Cross-tabulations A cross tabulation is a matrix in which all categories representing one variable are presented in rows, and all categories representing another variable are presented in columns. Although cross-tabulations can be constructed for any type of data they are particularly useful for analysing nominal and ordinal data. For instance, consider the questionnaire on the attitudes of restaurant staff, you may believe that a workers opinion of their manager is dependent upon the gender of the respondent. This hypothesis may be investigated by constructing a cross-tabulation for the two variables gender (Question 1) and opinion of manager (Question 2). The blank table would look something like the following:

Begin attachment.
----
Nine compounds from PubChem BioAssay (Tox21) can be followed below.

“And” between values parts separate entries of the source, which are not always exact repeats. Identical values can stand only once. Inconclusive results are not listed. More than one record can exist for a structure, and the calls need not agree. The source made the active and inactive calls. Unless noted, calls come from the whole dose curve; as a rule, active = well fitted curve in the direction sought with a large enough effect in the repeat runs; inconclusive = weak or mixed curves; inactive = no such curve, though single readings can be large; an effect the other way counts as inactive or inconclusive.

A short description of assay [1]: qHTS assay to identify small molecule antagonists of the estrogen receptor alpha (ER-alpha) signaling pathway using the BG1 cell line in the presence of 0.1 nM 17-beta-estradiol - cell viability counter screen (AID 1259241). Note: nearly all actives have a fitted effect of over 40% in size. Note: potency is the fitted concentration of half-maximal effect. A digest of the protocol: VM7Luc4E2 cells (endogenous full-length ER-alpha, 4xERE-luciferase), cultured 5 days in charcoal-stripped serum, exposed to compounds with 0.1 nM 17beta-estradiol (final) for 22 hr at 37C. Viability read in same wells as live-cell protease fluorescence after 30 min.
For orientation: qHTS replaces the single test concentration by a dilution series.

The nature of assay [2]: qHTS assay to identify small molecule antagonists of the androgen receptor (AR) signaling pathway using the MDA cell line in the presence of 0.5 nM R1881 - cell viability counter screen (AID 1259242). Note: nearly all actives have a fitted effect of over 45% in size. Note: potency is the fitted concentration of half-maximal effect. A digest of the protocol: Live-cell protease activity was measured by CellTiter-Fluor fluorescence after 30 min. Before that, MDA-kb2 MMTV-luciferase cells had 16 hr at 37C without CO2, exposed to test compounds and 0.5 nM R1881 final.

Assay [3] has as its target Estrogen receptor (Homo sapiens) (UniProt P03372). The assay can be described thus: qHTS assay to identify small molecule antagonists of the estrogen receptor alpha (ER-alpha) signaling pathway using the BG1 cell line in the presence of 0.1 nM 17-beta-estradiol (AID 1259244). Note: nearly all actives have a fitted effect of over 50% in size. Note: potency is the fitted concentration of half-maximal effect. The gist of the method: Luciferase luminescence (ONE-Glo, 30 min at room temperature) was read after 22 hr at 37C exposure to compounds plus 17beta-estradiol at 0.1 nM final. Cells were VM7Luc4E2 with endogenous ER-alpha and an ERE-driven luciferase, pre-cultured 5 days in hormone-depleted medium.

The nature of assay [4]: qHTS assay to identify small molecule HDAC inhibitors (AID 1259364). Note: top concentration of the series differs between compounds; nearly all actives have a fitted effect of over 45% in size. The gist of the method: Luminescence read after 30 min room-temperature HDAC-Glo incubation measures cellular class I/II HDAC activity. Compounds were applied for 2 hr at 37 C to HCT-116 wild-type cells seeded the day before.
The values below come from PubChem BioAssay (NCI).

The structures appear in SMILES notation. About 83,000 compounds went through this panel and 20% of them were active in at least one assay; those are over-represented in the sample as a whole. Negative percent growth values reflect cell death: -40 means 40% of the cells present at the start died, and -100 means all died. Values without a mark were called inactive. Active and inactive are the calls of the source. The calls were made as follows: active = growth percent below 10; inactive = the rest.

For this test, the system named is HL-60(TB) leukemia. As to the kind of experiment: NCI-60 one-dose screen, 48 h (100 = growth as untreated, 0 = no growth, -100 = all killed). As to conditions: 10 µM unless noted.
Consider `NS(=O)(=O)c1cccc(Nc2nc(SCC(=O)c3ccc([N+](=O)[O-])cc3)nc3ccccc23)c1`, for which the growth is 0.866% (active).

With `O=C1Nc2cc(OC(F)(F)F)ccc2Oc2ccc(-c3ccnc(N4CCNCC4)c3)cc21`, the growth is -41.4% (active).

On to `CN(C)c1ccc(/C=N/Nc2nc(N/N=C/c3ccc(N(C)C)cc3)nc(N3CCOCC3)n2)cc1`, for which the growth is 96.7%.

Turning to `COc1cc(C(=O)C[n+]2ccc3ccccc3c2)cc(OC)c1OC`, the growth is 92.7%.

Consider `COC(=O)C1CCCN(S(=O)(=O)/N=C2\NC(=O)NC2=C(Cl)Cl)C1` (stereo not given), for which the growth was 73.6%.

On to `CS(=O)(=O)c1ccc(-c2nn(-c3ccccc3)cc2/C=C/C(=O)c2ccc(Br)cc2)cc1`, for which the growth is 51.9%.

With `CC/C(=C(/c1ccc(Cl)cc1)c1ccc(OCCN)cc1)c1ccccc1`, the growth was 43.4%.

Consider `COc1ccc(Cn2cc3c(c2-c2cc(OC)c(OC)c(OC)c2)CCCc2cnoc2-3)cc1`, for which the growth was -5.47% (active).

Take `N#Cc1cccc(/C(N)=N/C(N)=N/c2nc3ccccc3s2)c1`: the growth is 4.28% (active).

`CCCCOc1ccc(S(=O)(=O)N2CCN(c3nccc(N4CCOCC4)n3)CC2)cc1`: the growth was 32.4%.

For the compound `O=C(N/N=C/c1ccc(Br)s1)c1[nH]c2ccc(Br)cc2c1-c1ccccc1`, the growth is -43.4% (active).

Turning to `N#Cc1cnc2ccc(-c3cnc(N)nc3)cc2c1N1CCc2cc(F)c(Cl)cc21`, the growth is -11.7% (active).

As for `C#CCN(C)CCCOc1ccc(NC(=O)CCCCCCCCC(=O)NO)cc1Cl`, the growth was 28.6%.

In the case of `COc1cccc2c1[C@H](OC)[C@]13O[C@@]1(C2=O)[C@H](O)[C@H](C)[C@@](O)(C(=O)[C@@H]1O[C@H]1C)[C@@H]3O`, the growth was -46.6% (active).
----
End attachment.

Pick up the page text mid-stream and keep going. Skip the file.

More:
Gender (Q1) Opinion of manager (Q2)

Good (1) Average (2) Poor (3) Total Male (1)

Female (2)


You would then count how many responses fall into each cell this is called the cell frequency. Row totals, column totals and a grand total are inserted as well. This is a time-consuming process and requires care, but invariably leads to valuable information about the relationship between the two variables. For this example and by referring to the data sheet, we can obtain the following completed cross-tabulation:

Gender (Q1) Opinion of manager (Q2) Total

Good (1) Average (2) Poor (3) Male (1) 8 8 3 19 Female (2) 3 6 12 21 Total 11